, decode = routeParser
    }


routeCodecs =
    let
        home : Codec Route a ()
        home =
            { encode = always "home"
            , decode = s "home" |> UP.map Home
            }

        settings : Codec Route a ()
        settings =
            { encode = always "settings"
            , decode = s "settings" |> UP.map Home
            }

        user : Codec Route a ( String, UserRoute )
        user =
            { encode =
                \( username, route ) ->
                    "user/" ++ username ++ "/" ++ userRouteCodec.encode route
            , decode =
                (s "user" </> UP.string </> userRouteCodec.decode)
                    |> UP.map User
            }

        task : Codec Route a ( Int, TaskRoute )
        task =
            { encode =
                \( taskId, route ) ->
                    ("task/" ++ String.fromInt taskId ++ "/")
                        ++ taskRouteCodec.encode route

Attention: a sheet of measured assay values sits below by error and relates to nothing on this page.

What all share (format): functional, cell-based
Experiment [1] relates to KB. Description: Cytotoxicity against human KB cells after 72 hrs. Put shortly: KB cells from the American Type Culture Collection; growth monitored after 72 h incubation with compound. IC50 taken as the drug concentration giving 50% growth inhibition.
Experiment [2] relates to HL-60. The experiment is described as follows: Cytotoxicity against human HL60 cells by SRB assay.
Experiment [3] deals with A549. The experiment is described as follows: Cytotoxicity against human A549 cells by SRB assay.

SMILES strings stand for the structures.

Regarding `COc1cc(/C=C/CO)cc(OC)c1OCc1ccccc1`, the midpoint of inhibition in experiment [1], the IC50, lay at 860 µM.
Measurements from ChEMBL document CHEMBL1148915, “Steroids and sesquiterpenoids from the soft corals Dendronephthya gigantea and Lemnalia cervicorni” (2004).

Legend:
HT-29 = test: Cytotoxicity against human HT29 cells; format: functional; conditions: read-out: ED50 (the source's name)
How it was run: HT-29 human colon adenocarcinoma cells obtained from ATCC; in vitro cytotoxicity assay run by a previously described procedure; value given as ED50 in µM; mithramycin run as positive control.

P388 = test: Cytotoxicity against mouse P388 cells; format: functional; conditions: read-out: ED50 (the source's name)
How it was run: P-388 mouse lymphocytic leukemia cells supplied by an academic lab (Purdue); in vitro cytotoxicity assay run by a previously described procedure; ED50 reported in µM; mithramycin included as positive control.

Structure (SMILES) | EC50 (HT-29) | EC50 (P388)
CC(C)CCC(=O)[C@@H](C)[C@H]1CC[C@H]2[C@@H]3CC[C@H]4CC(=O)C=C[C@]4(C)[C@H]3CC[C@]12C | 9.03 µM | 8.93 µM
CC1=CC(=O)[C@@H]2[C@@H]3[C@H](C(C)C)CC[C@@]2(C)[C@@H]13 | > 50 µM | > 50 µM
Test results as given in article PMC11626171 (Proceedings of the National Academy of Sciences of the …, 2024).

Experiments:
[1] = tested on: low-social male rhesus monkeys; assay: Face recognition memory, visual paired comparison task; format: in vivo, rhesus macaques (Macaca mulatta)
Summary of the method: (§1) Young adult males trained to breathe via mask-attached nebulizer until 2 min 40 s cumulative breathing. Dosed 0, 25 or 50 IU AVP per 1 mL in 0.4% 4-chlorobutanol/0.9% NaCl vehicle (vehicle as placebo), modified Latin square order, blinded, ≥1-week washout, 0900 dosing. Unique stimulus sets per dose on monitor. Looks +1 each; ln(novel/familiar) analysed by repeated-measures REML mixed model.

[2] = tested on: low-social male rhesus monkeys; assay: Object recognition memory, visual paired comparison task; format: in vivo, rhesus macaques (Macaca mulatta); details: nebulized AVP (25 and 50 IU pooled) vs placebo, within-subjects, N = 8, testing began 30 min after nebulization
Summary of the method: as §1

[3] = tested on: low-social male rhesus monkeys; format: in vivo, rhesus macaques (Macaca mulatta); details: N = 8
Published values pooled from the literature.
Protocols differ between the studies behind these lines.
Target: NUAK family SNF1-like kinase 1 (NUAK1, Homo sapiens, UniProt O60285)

, decode =
                (s "task" </> UP.int </> taskRouteCodec.decode)
                    |> UP.map Task
            }
    in
    { home = home
    , settings = settings
    , user = user
    , task = task
    }



-------------------------------------------------------------- ↓ UserRoutes.elm


userRouteCodec : Codec UserRoute a UserRoute
userRouteCodec =
    { encode = userRouteToString
    , decode = userRouteParser
    }


userRouteToString : UserRoute -> String
userRouteToString route =
    case route of
        Summary ->
            userRouteCodecs.summary.encode ()

        Activity ->
            userRouteCodecs.activity.encode ()


userRouteParser : Parser (UserRoute -> a) a
userRouteParser =
    UP.oneOf
        [ userRouteCodecs.summary.decode
        , userRouteCodecs.activity.decode
        ]


userRouteCodecs =
    let
        summary : Codec UserRoute a ()
        summary =
            { encode = always "summary"